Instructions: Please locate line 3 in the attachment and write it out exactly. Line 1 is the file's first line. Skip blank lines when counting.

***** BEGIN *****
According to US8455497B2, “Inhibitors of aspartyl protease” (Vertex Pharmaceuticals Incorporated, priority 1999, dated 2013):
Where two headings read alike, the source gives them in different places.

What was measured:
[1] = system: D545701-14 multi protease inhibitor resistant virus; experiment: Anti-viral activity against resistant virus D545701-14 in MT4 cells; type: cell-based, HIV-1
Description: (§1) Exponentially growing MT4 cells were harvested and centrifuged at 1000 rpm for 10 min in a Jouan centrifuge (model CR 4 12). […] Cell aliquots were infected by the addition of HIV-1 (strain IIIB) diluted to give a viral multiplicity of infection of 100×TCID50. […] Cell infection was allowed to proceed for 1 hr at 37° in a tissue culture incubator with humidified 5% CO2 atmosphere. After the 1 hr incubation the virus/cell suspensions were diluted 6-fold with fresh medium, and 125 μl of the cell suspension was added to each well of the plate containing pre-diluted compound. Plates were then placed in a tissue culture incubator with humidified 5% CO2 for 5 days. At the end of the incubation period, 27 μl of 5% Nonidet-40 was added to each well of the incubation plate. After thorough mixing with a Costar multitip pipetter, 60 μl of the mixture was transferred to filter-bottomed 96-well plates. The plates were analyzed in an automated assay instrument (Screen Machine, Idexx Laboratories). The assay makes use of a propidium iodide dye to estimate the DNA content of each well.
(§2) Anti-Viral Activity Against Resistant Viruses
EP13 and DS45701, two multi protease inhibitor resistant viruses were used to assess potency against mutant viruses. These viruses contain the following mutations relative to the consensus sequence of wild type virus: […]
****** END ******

What was measured: